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But apparently the cops are not brain scientists either, because they don’t notice the lone occupant of a car, driving very slowly down a suburban street and stopping in front of the very house they are watching.

This is too much stupid for one session.  Next time, John (might) begin his extremely time-sensitive investigation into the frame job.

Once he finds a nice, cozy bed, that is.

Persecuted: Part 1

Well, I’m heading into this one with a tad more trepidation than when I critiqued The Penniless Princess.

Can you imagine a glorious alternate reality, where I’m critiquing this in a happy time?  A time when we’re celebrating a milestone in our nation’s history, one long overdue, where we actually show our daughters that we don’t think less of them than our sons?

But no.  We live in Bizzarro World now.  A world where up is down, right is wrong, and a stupid, corrupt, pig-ignorant, pussy-grabbing, child-ogling, racist, classist, misogynist, petty, vindictive, narcissistic Putin-puppet is sitting in the White House in an ill-fitting suit, in a chair that he no doubt considers SAD because it is not gilded.

So now I’m going to watch a movie about how the RTCs have it soooooo hard in Washington, D.C.  They’re soooooo put upon.  This after they voted for this serial adulterer, this child-neglector, this materialistic opportunist who, you would THINK, is the antithesis of everthing they claim to stand for.

If there’s one silver lining to this clusterfuck (besides Alec Baldwin being able to do his perfect impression for the next couple of weeks or months or however long it takes for the GOP to find this thing not a useful enough idiot), it’s that the RTCs can never hold the moral high ground again.  They’re done.  You put a serial-cheating, child-neglecting, pussy-grabbing, stupid, corrupt, pig-ignorant, pussy-grabbing, child-ogling, petty, vindictive, narcissistic Putin-puppet in charge?  Well, you are now officially done with claiming that you stand for any kind of values or morals.

And when he ruins your life, you’ll have nobody to blame but yourselves.

Okay, rant over.  For the moment.

Okay, moment’s over.  Movie’s starting.

We open with a quote from Martin Luther King, Jr., about being willing to die for a cause.  Then we cut to the Jefferson memorial.  Yeah, because the ideals of King and Jefferson are soooooo in line with RTCs.  I mean, they know it was Jefferson who coined the phrase “wall of separation between church and state,” right?

And he also crossed out all references to miracles in his own Bible.

A rally is happening in the streets of Washington, with screaming people sporting signs for something called SUMAC, and featuring quotes like Gandhi’s “I like your Christ, I do not like your Christians.”

They’re protesting against preacher man John Luthor, who is being interviewed.  The interviewer expositions that Luthor has been hailed as “God’s ambassador,” but that some say that he is “intolerant” and “condescending.”

John explains it away thusly:

“I’m not a Republican…”

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“I’m not a Democrat, I don’t belong to any particular religious denomination.”

Of course you don’t, bud.  We want this movie to sell to all intolerant, condecending denominations.

He also describes himself as a former “abusive, alcoholic, gambling drug addict.”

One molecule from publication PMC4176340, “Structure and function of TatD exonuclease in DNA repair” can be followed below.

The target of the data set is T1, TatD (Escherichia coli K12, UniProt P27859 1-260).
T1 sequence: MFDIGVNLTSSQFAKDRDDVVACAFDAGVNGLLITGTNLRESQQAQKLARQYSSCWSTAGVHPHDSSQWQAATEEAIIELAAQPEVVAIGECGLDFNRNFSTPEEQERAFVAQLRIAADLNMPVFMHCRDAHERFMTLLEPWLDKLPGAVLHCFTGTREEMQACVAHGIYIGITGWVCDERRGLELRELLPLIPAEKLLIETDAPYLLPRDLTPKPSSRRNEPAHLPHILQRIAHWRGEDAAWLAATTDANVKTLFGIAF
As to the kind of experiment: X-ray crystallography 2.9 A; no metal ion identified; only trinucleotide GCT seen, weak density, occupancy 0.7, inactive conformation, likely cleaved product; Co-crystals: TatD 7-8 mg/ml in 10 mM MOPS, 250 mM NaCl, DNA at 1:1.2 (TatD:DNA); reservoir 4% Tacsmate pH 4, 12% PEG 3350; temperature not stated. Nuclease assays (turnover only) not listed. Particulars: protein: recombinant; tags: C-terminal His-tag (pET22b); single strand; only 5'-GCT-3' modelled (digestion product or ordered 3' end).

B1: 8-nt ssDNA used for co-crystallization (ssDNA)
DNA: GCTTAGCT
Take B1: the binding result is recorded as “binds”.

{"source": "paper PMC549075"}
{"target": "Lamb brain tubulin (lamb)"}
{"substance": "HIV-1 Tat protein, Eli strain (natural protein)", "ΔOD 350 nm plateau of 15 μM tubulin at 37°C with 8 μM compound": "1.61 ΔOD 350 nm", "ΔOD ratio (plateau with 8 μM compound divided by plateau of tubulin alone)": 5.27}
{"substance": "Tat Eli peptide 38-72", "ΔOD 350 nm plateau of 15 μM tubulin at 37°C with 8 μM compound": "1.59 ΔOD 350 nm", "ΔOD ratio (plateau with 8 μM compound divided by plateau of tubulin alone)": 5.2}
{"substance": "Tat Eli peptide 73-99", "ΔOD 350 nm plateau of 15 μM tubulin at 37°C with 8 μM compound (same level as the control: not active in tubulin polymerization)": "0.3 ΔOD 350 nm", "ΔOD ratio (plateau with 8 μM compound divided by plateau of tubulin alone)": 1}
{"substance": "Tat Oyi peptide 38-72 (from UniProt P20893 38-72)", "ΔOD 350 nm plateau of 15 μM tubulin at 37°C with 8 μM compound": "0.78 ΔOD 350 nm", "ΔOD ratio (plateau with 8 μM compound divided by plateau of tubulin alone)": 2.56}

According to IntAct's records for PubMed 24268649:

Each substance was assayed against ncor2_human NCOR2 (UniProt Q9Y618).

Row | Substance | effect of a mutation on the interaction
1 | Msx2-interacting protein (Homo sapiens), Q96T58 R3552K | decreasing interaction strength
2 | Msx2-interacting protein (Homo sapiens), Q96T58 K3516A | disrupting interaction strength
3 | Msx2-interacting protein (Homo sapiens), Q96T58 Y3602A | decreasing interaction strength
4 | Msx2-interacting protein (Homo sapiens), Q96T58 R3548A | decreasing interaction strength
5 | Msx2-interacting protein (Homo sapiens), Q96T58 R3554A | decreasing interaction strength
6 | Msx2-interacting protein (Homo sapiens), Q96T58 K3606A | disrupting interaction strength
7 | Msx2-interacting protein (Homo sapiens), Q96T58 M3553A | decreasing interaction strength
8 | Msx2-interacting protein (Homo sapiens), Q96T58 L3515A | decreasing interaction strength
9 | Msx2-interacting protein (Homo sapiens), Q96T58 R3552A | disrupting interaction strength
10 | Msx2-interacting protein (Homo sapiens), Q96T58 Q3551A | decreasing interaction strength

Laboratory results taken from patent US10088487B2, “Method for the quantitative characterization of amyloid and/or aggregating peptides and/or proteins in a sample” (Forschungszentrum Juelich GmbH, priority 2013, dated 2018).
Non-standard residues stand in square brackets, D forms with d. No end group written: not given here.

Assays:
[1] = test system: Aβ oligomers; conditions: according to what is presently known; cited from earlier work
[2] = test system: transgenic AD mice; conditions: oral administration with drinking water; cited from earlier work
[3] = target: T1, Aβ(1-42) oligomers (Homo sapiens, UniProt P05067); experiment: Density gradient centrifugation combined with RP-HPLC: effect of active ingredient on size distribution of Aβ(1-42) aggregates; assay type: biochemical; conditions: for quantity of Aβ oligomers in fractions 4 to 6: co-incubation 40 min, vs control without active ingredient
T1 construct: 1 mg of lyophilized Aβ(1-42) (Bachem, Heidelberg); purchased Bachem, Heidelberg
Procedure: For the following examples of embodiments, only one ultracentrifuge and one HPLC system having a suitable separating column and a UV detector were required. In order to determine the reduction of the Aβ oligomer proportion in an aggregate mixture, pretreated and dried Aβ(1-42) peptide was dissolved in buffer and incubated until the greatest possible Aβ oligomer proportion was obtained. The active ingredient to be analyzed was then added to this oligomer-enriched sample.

Damn, son, that’s a lot of addictions to have at once.  You must’ve been a busy boy.

Of course, this is the typical “I was a horrible sinner saved by grace” stuff, and it’s pretty early to hit that, but whatevs.  The interviewer has nothing to say about John’s past history of abuse, but instead pops right to her next subject, the “Faith and Fairness Act,”

“…to publicly declare your religious beliefs in a way that permits equal time and respect to other systems of faith…”

That’s all we get so far on what this proposed legislation is actually about, meaning…we know basically nothing.  What are the details of this, and how would it affect John and his ministry or anybody else and their ministry…that is all fuzzy at this point.

(Yep, I decided to do this movie blind.  Because I have so much to say about every little scene.)

But despite the fuzziness for the audience, John is ready with his take on the legislation:

“Freedom is fragile and costly, and must be defended by work and by faith…and even by blood.”

Wow, John, that doesn’t sound vaguely threatening at all.  Jerk.

After the interview, John goes to a nighttime rally or whatever.  I mean, I guess whatever it is when it’s not Sunday and a preacher yaks at you and you have an opening act.

Said opening act is a lame and supremely unfunny stand-up-isa guy, who cracks wise about how “meticulous” John is, and how he had a sinful past involving “buying Communion wine in kegs.”  Har.

WAIT A MINUTE!!!  THAT’S FRIGGIN’ BRAD STINE!!!

Damn, no wonder I’m not amused.

Still, it seems Brad isn’t wrong about the whole “meticulous” thing, as we cut to John prepping backstage, obsessively repeating a prayer to be “pure, honest, clean,” and doing some stupid shadow boxing exercises.  He’s so deadly serious about this that we do get the impression that John is one of these intense kind of guys who is incapable of overcoming an addiction or a troubled past without CONTROLLING EVERYTHING AND EVERYONE AROUND HIM WITH AN IRON GRIP.

Doesn’t exactly endear me to him, but then again, maybe we’re going to see some growth in John.  Maybe the persecutory events he’s about to go through will force him to loosen up a little.

As he’s in the middle of yet more pre-preaching praying, John is interrupted by Senator Evil Senator From The X-Men Movies, who wants John to say nice things about the Faith and Fairness Act.  This seems a tad unlikely, as Senator X-Men just saw John talk about the blood that might be needed to combat such a bill, but the senator really wants John’s good word, since he has such a big ministry.